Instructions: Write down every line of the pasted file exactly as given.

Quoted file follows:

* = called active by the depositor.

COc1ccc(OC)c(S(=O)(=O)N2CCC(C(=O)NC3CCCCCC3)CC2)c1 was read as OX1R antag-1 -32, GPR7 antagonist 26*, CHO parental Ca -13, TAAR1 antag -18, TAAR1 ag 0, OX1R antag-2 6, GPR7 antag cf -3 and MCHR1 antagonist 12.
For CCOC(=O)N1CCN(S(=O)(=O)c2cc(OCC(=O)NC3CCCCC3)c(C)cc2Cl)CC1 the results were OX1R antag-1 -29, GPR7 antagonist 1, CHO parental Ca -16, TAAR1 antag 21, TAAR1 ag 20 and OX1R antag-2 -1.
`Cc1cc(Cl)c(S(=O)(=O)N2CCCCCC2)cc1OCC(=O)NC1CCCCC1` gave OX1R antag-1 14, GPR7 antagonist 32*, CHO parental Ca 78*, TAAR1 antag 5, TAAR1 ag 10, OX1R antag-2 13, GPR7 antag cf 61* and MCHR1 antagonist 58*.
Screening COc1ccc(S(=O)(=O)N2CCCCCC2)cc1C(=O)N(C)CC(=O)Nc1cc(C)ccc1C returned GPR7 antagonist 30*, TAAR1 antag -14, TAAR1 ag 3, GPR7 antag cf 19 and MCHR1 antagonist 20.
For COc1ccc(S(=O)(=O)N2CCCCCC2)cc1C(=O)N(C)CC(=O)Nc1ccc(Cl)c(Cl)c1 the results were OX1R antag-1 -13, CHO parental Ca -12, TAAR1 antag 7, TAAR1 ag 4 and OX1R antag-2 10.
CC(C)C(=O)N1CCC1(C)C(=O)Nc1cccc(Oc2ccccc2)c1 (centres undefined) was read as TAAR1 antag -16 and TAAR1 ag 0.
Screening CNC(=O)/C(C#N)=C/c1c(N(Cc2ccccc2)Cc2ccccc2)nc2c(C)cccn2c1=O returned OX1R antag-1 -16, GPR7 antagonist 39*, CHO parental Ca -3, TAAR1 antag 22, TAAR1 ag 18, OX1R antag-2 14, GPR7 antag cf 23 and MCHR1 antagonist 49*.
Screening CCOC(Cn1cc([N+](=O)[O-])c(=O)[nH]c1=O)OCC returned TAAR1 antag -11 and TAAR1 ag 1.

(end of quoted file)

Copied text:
* = called active by the depositor.

COc1ccc(OC)c(S(=O)(=O)N2CCC(C(=O)NC3CCCCCC3)CC2)c1 was read as OX1R antag-1 -32, GPR7 antagonist 26*, CHO parental Ca -13, TAAR1 antag -18, TAAR1 ag 0, OX1R antag-2 6, GPR7 antag cf -3 and MCHR1 antagonist 12.
For CCOC(=O)N1CCN(S(=O)(=O)c2cc(OCC(=O)NC3CCCCC3)c(C)cc2Cl)CC1 the results were OX1R antag-1 -29, GPR7 antagonist 1, CHO parental Ca -16, TAAR1 antag 21, TAAR1 ag 20 and OX1R antag-2 -1.
`Cc1cc(Cl)c(S(=O)(=O)N2CCCCCC2)cc1OCC(=O)NC1CCCCC1` gave OX1R antag-1 14, GPR7 antagonist 32*, CHO parental Ca 78*, TAAR1 antag 5, TAAR1 ag 10, OX1R antag-2 13, GPR7 antag cf 61* and MCHR1 antagonist 58*.
Screening COc1ccc(S(=O)(=O)N2CCCCCC2)cc1C(=O)N(C)CC(=O)Nc1cc(C)ccc1C returned GPR7 antagonist 30*, TAAR1 antag -14, TAAR1 ag 3, GPR7 antag cf 19 and MCHR1 antagonist 20.
For COc1ccc(S(=O)(=O)N2CCCCCC2)cc1C(=O)N(C)CC(=O)Nc1ccc(Cl)c(Cl)c1 the results were OX1R antag-1 -13, CHO parental Ca -12, TAAR1 antag 7, TAAR1 ag 4 and OX1R antag-2 10.
CC(C)C(=O)N1CCC1(C)C(=O)Nc1cccc(Oc2ccccc2)c1 (centres undefined) was read as TAAR1 antag -16 and TAAR1 ag 0.
Screening CNC(=O)/C(C#N)=C/c1c(N(Cc2ccccc2)Cc2ccccc2)nc2c(C)cccn2c1=O returned OX1R antag-1 -16, GPR7 antagonist 39*, CHO parental Ca -3, TAAR1 antag 22, TAAR1 ag 18, OX1R antag-2 14, GPR7 antag cf 23 and MCHR1 antagonist 49*.
Screening CCOC(Cn1cc([N+](=O)[O-])c(=O)[nH]c1=O)OCC returned TAAR1 antag -11 and TAAR1 ag 1.